We think that the testimony of the doctors taking part in an examination given under accepted psychiatric technique, and based upon demonstrable evidentiary data, cannot be said to be of so little value, as contended by appellant, as to require the exclusion of that testimony or to require that the trial court direct a verdict of not guilty by reason of insanity.

We think the trial court was not in error in denying appellant's motion to strike the testimony of the Government psychiatrists that appellant was not suffering from any disease or defect of the mind at the time he stabbed Mrs. Butler, that testimony being founded upon competent evidentiary data, as disclosed by the record. Nor was it error on the part of the trial court to deny appellant's motion for a directed verdict of not guilty by reason of insanity, as the evidence presented at the trial relating to appellant's mental condition at the time of Mrs. Butler's death legitimately raised a disputed issue of fact properly determinable by the jury. Jones v. United States, 1960, 109 U.S.App.D.C. 111, 284 F.2d 245.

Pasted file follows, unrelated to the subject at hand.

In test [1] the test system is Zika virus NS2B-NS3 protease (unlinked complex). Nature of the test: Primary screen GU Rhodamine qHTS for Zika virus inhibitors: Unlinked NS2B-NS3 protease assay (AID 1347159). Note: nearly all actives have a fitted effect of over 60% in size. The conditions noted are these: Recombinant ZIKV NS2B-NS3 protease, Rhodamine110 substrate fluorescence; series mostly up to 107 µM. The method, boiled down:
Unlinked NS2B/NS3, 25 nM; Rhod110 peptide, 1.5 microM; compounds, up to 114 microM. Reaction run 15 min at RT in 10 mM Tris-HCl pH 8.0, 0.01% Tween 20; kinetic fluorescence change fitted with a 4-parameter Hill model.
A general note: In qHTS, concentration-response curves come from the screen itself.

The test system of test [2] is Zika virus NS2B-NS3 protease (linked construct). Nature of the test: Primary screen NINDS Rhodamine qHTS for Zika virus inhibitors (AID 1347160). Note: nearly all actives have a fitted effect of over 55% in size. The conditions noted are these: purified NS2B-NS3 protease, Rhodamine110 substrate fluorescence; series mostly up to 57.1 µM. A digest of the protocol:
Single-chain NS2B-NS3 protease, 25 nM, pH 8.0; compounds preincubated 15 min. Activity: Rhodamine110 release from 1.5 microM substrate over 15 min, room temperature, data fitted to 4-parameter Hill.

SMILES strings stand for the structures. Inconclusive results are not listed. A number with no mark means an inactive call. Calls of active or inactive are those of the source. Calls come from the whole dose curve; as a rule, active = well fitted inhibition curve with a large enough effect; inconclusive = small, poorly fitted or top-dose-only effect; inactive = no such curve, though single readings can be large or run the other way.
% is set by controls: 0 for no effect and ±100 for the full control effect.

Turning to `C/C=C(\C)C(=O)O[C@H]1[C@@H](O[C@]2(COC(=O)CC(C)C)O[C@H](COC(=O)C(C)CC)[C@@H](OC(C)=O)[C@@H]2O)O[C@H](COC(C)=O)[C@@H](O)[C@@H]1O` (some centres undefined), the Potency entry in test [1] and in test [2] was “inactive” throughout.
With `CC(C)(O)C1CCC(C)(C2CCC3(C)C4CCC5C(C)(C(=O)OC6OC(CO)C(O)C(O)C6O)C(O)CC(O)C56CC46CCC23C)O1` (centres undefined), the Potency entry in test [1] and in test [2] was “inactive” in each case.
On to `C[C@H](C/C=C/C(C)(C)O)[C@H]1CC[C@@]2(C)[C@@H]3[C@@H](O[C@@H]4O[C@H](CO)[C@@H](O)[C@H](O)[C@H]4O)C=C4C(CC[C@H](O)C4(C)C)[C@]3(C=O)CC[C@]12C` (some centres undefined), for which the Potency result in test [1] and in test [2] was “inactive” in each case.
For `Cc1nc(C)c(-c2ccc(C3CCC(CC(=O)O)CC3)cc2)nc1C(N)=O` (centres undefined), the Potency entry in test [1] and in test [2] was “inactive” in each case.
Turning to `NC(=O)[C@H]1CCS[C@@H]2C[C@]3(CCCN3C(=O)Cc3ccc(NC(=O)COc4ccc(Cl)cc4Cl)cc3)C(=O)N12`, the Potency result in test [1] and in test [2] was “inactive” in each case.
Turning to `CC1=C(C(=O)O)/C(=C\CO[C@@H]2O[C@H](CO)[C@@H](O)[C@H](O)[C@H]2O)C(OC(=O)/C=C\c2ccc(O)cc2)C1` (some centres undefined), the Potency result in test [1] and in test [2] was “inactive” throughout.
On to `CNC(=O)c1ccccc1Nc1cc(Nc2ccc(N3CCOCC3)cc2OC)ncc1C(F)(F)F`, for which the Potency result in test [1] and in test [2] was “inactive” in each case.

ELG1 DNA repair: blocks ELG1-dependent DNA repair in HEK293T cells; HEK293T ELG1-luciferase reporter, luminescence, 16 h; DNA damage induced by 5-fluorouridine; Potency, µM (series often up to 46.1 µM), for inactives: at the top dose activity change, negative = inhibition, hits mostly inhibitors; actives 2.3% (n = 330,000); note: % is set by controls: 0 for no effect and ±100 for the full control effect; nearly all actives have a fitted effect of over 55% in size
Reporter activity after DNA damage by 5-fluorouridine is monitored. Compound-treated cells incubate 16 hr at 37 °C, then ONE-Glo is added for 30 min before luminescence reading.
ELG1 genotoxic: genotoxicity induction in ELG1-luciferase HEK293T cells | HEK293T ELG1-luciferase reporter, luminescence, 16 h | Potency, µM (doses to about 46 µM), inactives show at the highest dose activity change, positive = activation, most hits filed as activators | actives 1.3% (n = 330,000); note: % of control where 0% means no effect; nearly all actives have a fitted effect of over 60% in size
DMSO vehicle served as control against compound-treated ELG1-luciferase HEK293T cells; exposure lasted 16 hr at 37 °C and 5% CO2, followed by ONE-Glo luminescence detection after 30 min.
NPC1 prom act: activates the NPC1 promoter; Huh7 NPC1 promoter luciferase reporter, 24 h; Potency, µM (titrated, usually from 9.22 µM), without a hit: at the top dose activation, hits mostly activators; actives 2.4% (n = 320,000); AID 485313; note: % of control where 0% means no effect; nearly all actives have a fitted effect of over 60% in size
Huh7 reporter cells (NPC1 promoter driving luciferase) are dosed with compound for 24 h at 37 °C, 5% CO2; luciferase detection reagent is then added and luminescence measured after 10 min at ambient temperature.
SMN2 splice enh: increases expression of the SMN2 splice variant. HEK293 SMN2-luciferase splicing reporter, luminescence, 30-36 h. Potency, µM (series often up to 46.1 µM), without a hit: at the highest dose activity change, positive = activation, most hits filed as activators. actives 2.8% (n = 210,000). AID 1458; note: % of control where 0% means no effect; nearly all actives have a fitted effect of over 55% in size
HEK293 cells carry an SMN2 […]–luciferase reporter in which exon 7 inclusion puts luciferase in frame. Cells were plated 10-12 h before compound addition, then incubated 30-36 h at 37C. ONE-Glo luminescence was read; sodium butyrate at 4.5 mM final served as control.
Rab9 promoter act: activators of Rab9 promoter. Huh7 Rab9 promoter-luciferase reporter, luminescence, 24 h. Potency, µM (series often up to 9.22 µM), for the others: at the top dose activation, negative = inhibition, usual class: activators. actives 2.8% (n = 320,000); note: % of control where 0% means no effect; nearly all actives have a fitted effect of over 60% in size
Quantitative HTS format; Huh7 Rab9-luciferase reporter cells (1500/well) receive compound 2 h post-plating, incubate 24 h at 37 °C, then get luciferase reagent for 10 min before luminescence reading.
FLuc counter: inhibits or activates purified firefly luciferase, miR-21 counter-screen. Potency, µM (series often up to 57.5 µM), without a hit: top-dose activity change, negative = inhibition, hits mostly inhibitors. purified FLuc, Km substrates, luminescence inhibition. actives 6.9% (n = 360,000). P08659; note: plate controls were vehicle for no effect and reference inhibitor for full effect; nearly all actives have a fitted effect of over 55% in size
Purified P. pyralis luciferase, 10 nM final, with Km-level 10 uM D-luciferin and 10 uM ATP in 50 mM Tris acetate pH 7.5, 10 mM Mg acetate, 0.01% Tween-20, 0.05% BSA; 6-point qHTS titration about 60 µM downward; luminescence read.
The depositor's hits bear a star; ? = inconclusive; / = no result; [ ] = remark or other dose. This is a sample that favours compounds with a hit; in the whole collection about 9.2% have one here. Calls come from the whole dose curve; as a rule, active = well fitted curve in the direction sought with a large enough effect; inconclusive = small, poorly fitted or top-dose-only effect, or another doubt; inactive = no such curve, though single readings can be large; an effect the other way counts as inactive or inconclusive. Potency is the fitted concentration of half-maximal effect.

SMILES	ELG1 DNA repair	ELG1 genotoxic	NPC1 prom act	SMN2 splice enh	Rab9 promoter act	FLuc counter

Appellant advances several arguments in support of his contention that the trial court committed prejudicial error in certain respects. He argues that the initial denial of his motion for an independent mental examination by a psychiatrist of his own choice forced upon him the intolerable dilemma of either waiving his constitutionally protected right against self incrimination by submitting to an examination conducted by psychiatrists at St. Elizabeths Hospital, or foregoing his opportunity to show himself not guilty by reason of insanity because he could not afford to engage a private psychiatrist. The answer to this argument is that appellant was afforded a psychiatrist, note 2 supra, who testified fully and favorably to appellant, as we have noted. Moreover, the psychiatrists from St. Elizabeths testified only as to the mental condition of appellant. Surely they were to be permitted to do so. § 14-308 D.C.Code (Supp. VIII, 1960); Parker v. United States, 1956, 98 U.S.App.D.C. 262, 235 F.2d 21.3